Once a former German girls’ school and then a printing business, Klaus K was rebuilt in 1913 by Lars Sonck, a Finnish architect who was inspired by the organic forms and sinuous motifs characteristic of Art Nouveau (think Charles Rennie Mackintosh). It was Sonck who helped to develop the National Romantic movement in Finland, featuring carved stone, wood and curved, flowing forms.
Sydney’s grand lady the Harbour Bridge turns 80
Most 80-year-olds have already settled into retirement but not the Sydney Harbour Bridge, which is more active than ever.
Australia’s most iconic bridge reaches the octogenarian milestone today and there is a lot to celebrate since it was opened on March 19, 1932.
The “Coathanger” – the centrepiece of Sydney’s annual New Year’s Eve fireworks spectacular – has become an international symbol of Sydney’s vitality and beauty.
It is crossed by more than 160,000 vehicles every weekday and is climbed by many thousands of tourists every year.
It took six years for about 14,000 workers to build the world’s largest steel arch bridge, at 1149m-long, which was designed by engineer Dr John Job Crew Bradfield and NSW Department of Public Works officers. With an arch span of 503m and clearance for shipping under the deck at 49m, the total steelwork weighs about 52,800 tonnes.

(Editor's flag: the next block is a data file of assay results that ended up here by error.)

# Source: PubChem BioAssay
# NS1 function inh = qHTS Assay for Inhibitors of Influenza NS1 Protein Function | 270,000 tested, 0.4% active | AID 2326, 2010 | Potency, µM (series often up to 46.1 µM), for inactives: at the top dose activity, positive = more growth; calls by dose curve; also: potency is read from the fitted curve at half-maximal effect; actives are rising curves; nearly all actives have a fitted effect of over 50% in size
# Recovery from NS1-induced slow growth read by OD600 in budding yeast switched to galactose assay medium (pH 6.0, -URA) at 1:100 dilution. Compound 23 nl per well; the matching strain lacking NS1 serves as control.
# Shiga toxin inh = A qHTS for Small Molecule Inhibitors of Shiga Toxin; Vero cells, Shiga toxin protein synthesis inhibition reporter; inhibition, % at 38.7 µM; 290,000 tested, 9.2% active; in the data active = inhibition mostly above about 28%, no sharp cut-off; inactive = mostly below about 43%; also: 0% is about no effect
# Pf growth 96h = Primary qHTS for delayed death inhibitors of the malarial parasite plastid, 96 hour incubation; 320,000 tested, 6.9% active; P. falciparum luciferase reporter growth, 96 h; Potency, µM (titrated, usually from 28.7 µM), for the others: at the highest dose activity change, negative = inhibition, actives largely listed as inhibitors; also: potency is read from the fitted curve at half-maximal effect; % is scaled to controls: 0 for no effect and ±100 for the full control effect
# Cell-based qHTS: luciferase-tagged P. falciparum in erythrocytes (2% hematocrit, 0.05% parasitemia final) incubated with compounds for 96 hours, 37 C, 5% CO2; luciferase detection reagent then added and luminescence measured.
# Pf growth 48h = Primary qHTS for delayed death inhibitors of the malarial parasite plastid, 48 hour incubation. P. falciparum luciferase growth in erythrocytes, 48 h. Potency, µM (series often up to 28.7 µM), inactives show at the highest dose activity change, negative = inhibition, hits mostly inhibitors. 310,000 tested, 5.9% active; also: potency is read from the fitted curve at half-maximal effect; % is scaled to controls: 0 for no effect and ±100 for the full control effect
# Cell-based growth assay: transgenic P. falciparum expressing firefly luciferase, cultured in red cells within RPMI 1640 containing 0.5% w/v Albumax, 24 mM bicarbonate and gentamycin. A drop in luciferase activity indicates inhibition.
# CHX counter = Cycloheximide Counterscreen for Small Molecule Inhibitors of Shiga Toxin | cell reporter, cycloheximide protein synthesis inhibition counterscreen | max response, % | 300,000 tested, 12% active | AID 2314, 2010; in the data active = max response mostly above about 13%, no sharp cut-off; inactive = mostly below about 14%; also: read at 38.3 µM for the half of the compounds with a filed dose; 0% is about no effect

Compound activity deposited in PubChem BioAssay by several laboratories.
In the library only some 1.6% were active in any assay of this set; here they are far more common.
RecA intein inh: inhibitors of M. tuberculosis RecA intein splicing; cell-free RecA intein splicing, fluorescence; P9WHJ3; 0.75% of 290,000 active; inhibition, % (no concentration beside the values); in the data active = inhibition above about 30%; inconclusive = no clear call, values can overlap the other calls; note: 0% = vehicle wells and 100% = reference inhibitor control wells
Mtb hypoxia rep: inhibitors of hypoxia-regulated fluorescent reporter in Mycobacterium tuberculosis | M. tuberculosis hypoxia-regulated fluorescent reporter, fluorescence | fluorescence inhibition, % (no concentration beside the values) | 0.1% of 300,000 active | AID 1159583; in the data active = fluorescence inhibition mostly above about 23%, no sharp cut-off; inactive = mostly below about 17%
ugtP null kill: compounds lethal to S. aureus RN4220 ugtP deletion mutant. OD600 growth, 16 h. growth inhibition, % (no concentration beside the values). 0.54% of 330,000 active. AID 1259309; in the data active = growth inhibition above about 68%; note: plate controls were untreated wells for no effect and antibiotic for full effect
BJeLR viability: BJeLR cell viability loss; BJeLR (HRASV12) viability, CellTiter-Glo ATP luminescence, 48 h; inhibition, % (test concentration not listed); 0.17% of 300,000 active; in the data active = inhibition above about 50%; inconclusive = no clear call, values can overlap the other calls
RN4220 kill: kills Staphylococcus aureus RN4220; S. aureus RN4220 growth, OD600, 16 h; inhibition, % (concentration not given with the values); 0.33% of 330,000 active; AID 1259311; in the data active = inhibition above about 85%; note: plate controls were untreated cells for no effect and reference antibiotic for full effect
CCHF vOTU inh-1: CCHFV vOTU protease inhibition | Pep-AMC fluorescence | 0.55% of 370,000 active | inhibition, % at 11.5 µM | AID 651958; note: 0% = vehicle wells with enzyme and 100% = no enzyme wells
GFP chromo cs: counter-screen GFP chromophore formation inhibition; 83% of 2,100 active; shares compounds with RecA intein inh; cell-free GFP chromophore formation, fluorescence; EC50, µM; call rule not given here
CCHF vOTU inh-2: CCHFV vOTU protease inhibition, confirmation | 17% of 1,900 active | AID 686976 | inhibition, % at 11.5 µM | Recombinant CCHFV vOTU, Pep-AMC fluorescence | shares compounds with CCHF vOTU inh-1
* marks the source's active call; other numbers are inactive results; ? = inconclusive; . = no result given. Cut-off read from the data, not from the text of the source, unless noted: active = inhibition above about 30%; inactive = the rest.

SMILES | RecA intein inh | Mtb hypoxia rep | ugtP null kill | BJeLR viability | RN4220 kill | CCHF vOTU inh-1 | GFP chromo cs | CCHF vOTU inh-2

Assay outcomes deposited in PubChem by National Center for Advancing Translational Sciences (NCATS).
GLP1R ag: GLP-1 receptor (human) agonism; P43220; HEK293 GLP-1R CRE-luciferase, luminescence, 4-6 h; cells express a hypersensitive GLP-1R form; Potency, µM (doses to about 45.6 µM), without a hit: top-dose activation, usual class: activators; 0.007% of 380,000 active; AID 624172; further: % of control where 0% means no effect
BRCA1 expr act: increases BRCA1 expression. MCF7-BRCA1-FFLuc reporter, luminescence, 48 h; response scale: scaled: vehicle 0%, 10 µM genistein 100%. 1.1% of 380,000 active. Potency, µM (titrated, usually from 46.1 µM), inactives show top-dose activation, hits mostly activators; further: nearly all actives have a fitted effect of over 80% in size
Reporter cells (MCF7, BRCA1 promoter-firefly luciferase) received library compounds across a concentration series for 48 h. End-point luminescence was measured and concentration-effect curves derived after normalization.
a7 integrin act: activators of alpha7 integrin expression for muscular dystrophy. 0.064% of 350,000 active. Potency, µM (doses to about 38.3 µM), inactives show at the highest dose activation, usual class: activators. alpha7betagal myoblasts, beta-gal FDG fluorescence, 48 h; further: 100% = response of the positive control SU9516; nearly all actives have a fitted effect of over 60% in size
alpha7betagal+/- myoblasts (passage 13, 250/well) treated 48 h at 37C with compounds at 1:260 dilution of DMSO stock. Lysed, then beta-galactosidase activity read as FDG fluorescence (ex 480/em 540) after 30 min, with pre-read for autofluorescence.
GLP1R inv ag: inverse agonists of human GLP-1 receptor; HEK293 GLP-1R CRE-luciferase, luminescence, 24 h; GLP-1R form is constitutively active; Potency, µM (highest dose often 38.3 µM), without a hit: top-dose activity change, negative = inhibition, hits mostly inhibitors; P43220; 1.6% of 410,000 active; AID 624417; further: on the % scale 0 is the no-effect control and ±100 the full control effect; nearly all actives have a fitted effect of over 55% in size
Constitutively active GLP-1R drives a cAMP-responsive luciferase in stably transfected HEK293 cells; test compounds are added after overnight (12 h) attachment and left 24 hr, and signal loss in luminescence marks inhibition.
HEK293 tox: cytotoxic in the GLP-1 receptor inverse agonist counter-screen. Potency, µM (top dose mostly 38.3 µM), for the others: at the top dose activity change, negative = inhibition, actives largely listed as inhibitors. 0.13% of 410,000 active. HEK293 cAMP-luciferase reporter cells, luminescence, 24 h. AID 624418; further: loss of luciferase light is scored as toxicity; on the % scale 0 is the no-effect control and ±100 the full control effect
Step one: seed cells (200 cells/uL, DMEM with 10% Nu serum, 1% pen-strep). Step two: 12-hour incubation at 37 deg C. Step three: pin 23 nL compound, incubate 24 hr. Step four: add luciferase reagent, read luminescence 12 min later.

During its construction, locals were worried the two arches from each harbour foreshore wouldn’t meet – and there was elation when they finally did in 1930. Up to one million people flocked to the city in 1932 for the grand opening at which Captain Francis De Groot controversially slashed the ribbon with his sword before NSW Premier John Lang could.
It’s a rich history that was celebrated in 1930s style at Bradfield Park in Milsons Point yesterday, with old-fashioned car displays, a vintage fashion parade and a lot of people with fond memories of the bridge. They included Dr Bradfield’s eldest grandson Peter. “JJC as we called him was there at the bridge’s conception, birth, growth and completion. He was the one person who was there at all times,” Mr Bradfield said at the Roads and Maritime Services event.